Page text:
By placing certain assets in a revocable living trust, you could avoid many probate issues. You can use the trust to distribute assets to family members or others both during and after your lifetime, and you might even be able to put the bulk of your property in the trust for almost no reliance on the probate process. This can become a complex task that has to be handled perfectly to reduce the risks of problems, which is why working with an experienced estate lawyer is a good idea.

Don't assume anything about your heirs

Assumptions can be very dangerous when it comes to estate planning. You definitely want to have open lines of communication with your heirs. Talk about your plans, their desires, and what legal steps you're going to take to officially put everything in place. Talking it out in advance can help to avoid issues in the future.

One assumption that people often make is that leaving property to an heir is a gift, something they'll be happy to take on. However, assets may come with responsibilities. They may not actually want those responsibilities.

Understanding whether estate taxes are required

When someone passes away, the last thing you want to consider is the tax man. While it's not a pleasant task, someone has to handle the debts and liabilities of an estate, including any remaining tax burdens. That someone is usually the executor, and if you find yourself in that role, seeking legal assistance with the job can be a good idea. If you are, instead, the person planning for the estate, then an estate professional can help you do some work now to relieve your administrator of some future burden.

In either case, you should understand what tax requirements might apply to your estate. One requirement for any estate is that a final income tax filing be submitted. If a person had any income in their last or partial year of life, then an income tax return needs to be filed with all appropriate entities come April.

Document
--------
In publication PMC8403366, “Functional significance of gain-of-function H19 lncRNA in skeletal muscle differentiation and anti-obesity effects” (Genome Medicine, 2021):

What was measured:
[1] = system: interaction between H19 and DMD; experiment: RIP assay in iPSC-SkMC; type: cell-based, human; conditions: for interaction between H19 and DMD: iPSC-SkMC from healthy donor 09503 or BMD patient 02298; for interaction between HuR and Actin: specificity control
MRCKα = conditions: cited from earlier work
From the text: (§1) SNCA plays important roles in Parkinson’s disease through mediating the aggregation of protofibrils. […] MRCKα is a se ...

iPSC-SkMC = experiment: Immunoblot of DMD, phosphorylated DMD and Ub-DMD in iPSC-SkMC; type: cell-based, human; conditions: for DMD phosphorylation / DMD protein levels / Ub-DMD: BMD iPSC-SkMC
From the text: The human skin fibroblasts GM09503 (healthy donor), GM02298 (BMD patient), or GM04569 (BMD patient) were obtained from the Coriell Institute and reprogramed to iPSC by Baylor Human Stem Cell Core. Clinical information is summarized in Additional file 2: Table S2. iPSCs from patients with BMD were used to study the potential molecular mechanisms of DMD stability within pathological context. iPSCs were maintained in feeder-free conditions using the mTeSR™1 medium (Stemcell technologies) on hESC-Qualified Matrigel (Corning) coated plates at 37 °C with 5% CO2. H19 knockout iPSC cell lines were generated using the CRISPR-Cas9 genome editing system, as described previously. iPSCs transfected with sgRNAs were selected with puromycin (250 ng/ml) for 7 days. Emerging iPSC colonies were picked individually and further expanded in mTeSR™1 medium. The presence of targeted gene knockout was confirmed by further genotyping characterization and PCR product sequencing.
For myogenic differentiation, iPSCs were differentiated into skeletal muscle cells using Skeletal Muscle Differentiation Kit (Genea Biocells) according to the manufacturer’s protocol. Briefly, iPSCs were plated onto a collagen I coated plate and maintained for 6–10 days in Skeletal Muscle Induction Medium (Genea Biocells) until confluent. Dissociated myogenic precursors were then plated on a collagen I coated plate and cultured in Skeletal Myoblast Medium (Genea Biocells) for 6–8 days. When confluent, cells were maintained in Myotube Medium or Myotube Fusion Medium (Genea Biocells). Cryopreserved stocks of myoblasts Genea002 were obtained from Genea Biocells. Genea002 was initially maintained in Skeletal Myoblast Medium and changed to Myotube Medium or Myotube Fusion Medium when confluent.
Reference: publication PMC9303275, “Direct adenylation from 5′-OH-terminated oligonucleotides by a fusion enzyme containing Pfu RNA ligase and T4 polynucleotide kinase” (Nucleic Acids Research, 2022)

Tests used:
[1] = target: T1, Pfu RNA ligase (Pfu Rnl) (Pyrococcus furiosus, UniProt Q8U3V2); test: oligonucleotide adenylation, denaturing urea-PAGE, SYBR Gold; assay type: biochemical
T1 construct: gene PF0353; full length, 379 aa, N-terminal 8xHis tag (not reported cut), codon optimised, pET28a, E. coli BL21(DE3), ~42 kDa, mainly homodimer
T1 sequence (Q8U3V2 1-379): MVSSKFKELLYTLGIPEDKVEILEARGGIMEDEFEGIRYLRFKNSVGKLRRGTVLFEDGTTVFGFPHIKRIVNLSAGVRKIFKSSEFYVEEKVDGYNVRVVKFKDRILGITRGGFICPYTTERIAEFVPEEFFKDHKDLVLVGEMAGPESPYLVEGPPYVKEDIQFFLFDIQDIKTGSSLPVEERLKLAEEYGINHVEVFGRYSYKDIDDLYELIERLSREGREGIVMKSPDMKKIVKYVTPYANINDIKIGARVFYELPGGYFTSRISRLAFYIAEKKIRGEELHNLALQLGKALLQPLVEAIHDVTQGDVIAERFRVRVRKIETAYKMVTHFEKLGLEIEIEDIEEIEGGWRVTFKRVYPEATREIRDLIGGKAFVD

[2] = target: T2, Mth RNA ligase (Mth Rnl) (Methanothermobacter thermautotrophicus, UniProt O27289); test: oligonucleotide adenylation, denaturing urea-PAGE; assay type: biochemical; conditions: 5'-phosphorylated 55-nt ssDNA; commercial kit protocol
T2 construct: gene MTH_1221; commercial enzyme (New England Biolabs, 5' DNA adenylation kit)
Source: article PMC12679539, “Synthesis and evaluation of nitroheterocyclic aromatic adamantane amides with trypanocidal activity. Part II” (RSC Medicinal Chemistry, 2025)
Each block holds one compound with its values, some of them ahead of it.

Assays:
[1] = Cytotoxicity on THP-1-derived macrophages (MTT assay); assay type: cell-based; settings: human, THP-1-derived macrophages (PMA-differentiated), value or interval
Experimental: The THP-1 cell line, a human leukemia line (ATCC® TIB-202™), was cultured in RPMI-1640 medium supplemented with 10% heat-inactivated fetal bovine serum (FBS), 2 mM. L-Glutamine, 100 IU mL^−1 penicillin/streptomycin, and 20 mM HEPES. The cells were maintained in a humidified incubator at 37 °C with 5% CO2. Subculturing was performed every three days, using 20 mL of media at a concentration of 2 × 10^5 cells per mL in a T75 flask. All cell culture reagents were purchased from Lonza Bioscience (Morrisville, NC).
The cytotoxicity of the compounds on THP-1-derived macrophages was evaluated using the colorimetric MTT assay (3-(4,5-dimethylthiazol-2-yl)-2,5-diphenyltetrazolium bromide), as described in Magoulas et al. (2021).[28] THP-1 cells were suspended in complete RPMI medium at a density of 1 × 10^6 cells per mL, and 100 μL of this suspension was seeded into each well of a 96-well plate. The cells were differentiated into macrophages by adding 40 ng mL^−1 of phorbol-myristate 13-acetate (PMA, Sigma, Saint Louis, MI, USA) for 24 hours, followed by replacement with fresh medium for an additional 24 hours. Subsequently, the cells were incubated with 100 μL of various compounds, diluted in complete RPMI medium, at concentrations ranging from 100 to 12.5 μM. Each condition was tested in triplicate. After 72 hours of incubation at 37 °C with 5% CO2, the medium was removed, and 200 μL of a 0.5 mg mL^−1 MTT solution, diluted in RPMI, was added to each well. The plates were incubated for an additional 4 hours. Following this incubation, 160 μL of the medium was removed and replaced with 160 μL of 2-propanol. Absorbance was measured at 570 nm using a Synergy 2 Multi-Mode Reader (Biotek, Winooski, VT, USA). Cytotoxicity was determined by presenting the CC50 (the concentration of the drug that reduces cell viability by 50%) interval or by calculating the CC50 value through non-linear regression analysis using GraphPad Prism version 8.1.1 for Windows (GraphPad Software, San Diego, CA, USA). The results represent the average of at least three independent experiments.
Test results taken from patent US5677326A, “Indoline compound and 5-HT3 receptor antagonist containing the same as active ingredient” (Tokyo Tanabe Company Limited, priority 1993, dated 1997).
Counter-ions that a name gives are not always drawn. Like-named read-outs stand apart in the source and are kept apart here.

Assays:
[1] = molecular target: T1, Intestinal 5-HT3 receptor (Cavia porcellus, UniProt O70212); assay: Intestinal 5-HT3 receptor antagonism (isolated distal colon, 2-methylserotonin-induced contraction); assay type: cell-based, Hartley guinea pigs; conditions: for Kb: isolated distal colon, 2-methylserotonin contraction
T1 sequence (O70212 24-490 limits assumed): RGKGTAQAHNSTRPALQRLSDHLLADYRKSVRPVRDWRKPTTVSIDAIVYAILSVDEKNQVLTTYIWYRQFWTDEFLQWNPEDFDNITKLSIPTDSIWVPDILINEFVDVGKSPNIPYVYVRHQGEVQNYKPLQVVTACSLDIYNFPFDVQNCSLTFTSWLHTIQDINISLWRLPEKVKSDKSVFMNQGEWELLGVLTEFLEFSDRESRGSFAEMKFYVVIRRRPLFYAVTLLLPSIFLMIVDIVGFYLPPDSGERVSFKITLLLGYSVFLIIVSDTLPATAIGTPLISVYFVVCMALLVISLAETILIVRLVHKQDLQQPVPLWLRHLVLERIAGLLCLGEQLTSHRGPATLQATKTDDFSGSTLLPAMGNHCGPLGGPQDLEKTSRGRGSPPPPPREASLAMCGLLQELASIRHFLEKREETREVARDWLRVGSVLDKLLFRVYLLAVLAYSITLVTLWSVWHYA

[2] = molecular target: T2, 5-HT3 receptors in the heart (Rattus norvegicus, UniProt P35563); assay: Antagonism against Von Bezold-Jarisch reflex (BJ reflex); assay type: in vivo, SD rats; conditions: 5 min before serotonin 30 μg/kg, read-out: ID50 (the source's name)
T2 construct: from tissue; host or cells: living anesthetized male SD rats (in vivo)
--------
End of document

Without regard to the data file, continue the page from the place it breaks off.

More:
How does a trust end?

If you are in the process of creating an estate plan, you may wonder if a trust is right for you. With many types to consider, this could be the document that works best for you and your loved ones.

Of course, you can't move forward with this until you have answered all your questions. Here is one of the most important to address: When does a trust end?

What is a beneficiary silent trust?

A beneficiary silent trust is a type of trust that allows for the creator of the trust to dictate that the beneficiaries of the trust not be given notice of the trust's creation or the assets held within. There are many reasons why a trust creator may want to designate a trust as quiet or "silent," but for it to be legally recognized, the trust may need to have several specific features.

The creator should include or at least reference the specific statutory language within the body of the trust instrument that expresses clearly the desire to withhold certain information from beneficiaries. This will protect the trustee from accusations of bad faith. It may be particularly useful to include a letter from the creator of the trust expressing why it is in the best interests of the relevant beneficiaries for the trust to be kept silent to them.

Legal marriage means new estate law options for LGBT couples

The ruling that marriage is legal for same-sex couples opens a great many chapel doors for ecstatic brides and grooms, but it also opens a variety of legal doors that are worth considering. Whether you're planning to keep your relationship as is or you're opting to tie the knot, now's a good time to have a serious conversation about the future.

With legal marriage possible, lesbian, gay, bisexual and transsexual couples might need to consider estate planning. In many cases, the same laws governing married different-sex couples in this area are now relevant for LGBT couples.